Due to the malware operators’ careless behaviour, a “completely undetectable” backdoor has been discovered.
SafeBreach Labs claims to have discovered a brand new PowerShell backdoor that, when properly executed, grants attackers remote access to compromised endpoints. From there, the attackers could launch a variety of stage-two attacks, ranging from data stealers to ransomware (opens in new tab) and everything in between.
Based on the report, an unknown threat actor created “ApplyForm[.]docm,” a weaponized Word document. It contained a macro that, when activated, ran an unknown PowerShell script.
“The macro drops updater.vbs, creates a scheduled task pretending to be part of a Windows update, which will execute the updater.vbs script from a fake update folder under ‘%appdata%localMicrosoftWindows,” the researchers explained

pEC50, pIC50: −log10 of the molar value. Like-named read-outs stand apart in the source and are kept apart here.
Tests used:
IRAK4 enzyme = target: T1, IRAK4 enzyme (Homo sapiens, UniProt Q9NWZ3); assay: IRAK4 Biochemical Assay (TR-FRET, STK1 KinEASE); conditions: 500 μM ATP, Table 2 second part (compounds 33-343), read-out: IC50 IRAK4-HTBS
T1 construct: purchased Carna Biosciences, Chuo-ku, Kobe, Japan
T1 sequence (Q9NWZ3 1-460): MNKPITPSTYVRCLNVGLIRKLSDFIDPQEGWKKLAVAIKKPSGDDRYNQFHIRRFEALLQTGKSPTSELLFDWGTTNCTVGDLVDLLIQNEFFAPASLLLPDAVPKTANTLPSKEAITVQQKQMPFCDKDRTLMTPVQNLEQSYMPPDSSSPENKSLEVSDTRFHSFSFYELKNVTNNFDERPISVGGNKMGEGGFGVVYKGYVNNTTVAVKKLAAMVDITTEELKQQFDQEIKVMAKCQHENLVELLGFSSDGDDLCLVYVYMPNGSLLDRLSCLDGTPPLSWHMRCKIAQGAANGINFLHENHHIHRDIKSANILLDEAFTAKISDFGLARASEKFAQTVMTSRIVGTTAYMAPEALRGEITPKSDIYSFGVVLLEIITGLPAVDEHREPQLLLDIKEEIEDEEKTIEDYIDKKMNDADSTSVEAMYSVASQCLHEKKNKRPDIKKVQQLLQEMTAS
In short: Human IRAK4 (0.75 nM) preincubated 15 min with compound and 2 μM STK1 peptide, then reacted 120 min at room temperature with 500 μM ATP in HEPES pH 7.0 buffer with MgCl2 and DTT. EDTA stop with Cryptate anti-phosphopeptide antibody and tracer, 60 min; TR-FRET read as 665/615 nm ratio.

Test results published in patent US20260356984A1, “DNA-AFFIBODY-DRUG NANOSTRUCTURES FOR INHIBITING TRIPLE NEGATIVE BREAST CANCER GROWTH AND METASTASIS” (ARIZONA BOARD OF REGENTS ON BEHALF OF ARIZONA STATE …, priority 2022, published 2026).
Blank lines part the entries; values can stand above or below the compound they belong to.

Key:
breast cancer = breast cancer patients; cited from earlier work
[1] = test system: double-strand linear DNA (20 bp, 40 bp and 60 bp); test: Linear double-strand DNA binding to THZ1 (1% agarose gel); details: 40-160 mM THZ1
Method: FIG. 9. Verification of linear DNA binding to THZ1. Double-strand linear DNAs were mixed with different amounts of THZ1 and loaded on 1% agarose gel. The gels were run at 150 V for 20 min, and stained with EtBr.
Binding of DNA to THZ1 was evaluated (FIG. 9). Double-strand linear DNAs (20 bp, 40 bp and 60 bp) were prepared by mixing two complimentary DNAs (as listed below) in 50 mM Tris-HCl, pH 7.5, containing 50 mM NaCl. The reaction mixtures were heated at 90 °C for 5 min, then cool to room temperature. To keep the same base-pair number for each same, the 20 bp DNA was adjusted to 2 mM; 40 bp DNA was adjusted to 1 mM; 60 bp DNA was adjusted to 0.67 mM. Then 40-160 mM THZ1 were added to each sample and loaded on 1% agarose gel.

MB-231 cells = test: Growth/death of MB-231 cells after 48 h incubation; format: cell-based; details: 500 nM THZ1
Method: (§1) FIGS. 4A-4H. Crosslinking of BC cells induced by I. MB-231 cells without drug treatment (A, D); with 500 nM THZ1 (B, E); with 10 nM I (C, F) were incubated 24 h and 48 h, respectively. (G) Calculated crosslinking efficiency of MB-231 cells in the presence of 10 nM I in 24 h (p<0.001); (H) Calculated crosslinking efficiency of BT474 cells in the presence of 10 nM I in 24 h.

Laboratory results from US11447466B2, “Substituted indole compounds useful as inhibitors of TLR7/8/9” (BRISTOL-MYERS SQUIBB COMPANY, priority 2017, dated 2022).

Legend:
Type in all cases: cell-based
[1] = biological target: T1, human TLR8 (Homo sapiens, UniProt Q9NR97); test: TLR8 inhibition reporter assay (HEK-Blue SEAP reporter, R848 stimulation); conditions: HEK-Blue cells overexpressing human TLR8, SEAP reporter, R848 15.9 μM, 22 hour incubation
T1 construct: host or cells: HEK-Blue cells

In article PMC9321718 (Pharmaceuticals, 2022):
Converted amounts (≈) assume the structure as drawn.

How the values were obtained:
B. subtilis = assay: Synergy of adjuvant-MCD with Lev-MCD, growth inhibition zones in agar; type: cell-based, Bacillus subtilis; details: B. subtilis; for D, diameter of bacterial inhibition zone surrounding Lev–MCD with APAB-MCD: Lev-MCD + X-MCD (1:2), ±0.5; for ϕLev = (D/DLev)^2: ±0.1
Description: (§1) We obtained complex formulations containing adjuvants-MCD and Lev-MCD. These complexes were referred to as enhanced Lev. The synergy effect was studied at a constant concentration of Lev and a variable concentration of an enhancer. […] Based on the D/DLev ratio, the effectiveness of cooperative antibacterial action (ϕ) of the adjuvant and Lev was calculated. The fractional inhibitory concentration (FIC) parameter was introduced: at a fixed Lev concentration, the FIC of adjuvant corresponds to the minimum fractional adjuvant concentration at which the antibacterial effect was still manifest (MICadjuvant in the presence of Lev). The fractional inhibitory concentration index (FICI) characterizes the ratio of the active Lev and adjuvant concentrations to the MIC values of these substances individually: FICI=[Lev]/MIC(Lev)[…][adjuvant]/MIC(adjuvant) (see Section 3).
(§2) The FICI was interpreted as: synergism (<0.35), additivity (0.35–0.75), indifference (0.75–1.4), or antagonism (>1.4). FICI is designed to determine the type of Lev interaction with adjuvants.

Updater.vbs would then execute a PowerShell script, granting the attacker remote access. The malware creates two PowerShell scripts, Script.ps1 and Temp.ps1, before running the scheduled task. The contents are concealed and placed in text boxes within the Word document, which is then saved in the fictitious update directory. As a result, antivirus software fails to identify the file as malicious.
Script.ps1 connects to the command and control server to assign a victim ID and receive additional instructions. Then it executes the Temp.ps1 script, which stores data and executes commands. The attackers made the mistake of issuing victim IDs in a predictable sequence, which allowed researchers to listen in on conversations with the C2 server.
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